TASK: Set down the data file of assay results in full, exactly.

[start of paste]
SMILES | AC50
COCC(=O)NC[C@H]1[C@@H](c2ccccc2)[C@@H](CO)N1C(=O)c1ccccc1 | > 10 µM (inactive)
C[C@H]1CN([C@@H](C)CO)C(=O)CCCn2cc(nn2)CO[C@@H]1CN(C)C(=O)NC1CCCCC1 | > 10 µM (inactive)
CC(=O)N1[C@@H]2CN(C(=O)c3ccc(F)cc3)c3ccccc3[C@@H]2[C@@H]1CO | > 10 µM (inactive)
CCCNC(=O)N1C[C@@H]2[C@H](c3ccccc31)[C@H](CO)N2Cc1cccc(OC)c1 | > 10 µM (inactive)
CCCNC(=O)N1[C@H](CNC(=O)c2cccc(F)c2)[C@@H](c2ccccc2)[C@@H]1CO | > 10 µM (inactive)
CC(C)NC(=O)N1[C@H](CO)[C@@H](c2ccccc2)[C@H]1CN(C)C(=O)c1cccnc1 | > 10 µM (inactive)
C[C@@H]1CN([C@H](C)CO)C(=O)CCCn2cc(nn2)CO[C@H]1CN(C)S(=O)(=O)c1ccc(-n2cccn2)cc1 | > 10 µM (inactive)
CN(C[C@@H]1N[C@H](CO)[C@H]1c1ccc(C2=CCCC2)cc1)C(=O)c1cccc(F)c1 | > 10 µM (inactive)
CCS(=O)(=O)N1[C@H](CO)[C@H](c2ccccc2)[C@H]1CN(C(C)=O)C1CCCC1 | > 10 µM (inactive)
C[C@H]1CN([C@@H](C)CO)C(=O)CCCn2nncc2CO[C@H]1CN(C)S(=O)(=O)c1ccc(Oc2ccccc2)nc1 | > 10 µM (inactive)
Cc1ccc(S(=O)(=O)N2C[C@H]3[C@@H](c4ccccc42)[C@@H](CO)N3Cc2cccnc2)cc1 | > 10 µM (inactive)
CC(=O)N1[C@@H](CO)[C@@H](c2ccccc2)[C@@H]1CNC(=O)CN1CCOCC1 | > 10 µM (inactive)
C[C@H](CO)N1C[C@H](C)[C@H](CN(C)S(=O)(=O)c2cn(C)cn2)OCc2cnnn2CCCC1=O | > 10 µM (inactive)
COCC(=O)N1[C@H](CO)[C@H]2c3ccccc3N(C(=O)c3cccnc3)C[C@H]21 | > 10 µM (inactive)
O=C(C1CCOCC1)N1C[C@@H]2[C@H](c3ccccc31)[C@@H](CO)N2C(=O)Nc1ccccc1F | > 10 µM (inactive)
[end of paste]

SMILES | AC50
COCC(=O)NC[C@H]1[C@@H](c2ccccc2)[C@@H](CO)N1C(=O)c1ccccc1 | > 10 µM (inactive)
C[C@H]1CN([C@@H](C)CO)C(=O)CCCn2cc(nn2)CO[C@@H]1CN(C)C(=O)NC1CCCCC1 | > 10 µM (inactive)
CC(=O)N1[C@@H]2CN(C(=O)c3ccc(F)cc3)c3ccccc3[C@@H]2[C@@H]1CO | > 10 µM (inactive)
CCCNC(=O)N1C[C@@H]2[C@H](c3ccccc31)[C@H](CO)N2Cc1cccc(OC)c1 | > 10 µM (inactive)
CCCNC(=O)N1[C@H](CNC(=O)c2cccc(F)c2)[C@@H](c2ccccc2)[C@@H]1CO | > 10 µM (inactive)
CC(C)NC(=O)N1[C@H](CO)[C@@H](c2ccccc2)[C@H]1CN(C)C(=O)c1cccnc1 | > 10 µM (inactive)
C[C@@H]1CN([C@H](C)CO)C(=O)CCCn2cc(nn2)CO[C@H]1CN(C)S(=O)(=O)c1ccc(-n2cccn2)cc1 | > 10 µM (inactive)
CN(C[C@@H]1N[C@H](CO)[C@H]1c1ccc(C2=CCCC2)cc1)C(=O)c1cccc(F)c1 | > 10 µM (inactive)
CCS(=O)(=O)N1[C@H](CO)[C@H](c2ccccc2)[C@H]1CN(C(C)=O)C1CCCC1 | > 10 µM (inactive)
C[C@H]1CN([C@@H](C)CO)C(=O)CCCn2nncc2CO[C@H]1CN(C)S(=O)(=O)c1ccc(Oc2ccccc2)nc1 | > 10 µM (inactive)
Cc1ccc(S(=O)(=O)N2C[C@H]3[C@@H](c4ccccc42)[C@@H](CO)N3Cc2cccnc2)cc1 | > 10 µM (inactive)
CC(=O)N1[C@@H](CO)[C@@H](c2ccccc2)[C@@H]1CNC(=O)CN1CCOCC1 | > 10 µM (inactive)
C[C@H](CO)N1C[C@H](C)[C@H](CN(C)S(=O)(=O)c2cn(C)cn2)OCc2cnnn2CCCC1=O | > 10 µM (inactive)
COCC(=O)N1[C@H](CO)[C@H]2c3ccccc3N(C(=O)c3cccnc3)C[C@H]21 | > 10 µM (inactive)
O=C(C1CCOCC1)N1C[C@@H]2[C@H](c3ccccc31)[C@@H](CO)N2C(=O)Nc1ccccc1F | > 10 µM (inactive)